5 trends shifting our bond with cars

DXC Technology has forecast five ways the automotive industry will reshape our relationship with cars in the next five years, as the shift to software-defined vehicles is transforming every aspect of the business – from how cars are designed, to how they are made, to how we use and service them. 

Along with its design, data and development arm Luxoft, the United States-based DXC found that the car user’s relationship with the rich ecosystem of partners and services that makes up the auto industry is changing. 

First, the software in your vehicle will be as important as its logo. Tomorrow’s cars will be software-defined vehicles (SDVs), with their features and functions controlled by software.

“SDVs will be known more for their user experience than their physical attributes,” said Matthias Bauhammer, global lead of DXC’s Robotic Drive Offering. “Software will create a direct connection between the car manufacturer and the customer, enabling platform-driven auto businesses which seamlessly deliver personalised services to customers via their vehicles

Second, your car will renew itself and offer on-demand upgrades. With cars becoming increasingly software-defined and connected to the web, their ability to self-heal, self-renew, and self-refresh will increase.

Most of the world’s automakers are already experimenting with on-demand services that flow as software to users. BMW delivers downloadable upgrades via the My BMW App or the SIM card built into the vehicle. Volvo offers customers “over the air (OTA)” software updates sent directly to its vehicles.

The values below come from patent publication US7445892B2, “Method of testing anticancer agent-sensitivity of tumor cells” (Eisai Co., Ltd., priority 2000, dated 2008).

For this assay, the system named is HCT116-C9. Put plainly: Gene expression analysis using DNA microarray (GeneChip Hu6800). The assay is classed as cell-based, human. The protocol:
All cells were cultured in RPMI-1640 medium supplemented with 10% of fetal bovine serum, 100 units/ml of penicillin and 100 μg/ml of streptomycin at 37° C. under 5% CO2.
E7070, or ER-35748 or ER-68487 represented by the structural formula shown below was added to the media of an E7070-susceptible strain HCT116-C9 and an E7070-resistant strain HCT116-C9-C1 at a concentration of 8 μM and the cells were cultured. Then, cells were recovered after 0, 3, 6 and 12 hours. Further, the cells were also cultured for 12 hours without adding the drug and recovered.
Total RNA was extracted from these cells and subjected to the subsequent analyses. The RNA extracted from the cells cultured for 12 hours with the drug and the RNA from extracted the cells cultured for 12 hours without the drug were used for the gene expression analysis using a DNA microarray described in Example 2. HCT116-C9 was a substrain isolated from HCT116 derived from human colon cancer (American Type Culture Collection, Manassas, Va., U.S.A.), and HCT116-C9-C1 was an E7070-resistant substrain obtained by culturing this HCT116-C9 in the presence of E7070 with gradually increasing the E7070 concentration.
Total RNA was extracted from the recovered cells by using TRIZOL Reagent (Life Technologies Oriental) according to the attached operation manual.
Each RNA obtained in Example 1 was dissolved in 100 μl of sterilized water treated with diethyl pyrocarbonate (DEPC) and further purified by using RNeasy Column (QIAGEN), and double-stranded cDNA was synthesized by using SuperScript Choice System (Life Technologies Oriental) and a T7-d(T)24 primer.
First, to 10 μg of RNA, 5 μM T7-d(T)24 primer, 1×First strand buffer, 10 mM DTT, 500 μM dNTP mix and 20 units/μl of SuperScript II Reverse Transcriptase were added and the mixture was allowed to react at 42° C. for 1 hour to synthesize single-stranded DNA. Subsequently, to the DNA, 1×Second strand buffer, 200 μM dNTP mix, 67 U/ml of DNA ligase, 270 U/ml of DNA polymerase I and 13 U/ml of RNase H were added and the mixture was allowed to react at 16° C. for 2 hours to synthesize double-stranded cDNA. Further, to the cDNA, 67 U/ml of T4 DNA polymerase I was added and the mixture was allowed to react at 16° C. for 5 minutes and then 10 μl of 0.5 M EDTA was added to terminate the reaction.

Third, owning a car may be a thing of the past, for Generation Z. Hybrid working reduces the need for many employees to commute by car every day.

A different approach to getting on the road is paying for a vehicle only when you need one, perhaps through a subscription-based, car-sharing or peer-to-peer rental service. With their on-demand and remote-control features, SDVs lend themselves to this type of service.

Fourth, your car will arrange an appointment with a mechanic before you know you have a problem. Feedback from advanced analytics powered by artificial intelligence (AI) will enable the car to flag imminent issues to the garage, dealership, or direct to the manufacturer. 

The diagnostic information will be shared with mechanics ahead of time so they can order the necessary components. This technology will lift some of the responsibility off the driver to spot car maintenance issues while enhancing road safety.

For example, US electric car manufacturer Rivian which offers at-home car servicing states that it has the capability to perform “comprehensive diagnostics from afar through our connected vehicle platform.”

And fifth, your future electric vehicle may be fueled by hydrogen. Global electric vehicle (EV) sales are surging, but the rising cost of EV batteries, long waiting times for cars and parts, and issues with scaling recharging infrastructure in line with growing demand, are already impacting adoption. 

Initial tests of hydrogen fuel cells at Germany’s DLR Institute for Vehicle Concepts in Stuttgart show that, with a tank capacity of 6.3 kg of hydrogen, a vehicle can generate somewhere in the region of 100 kWh of electricity.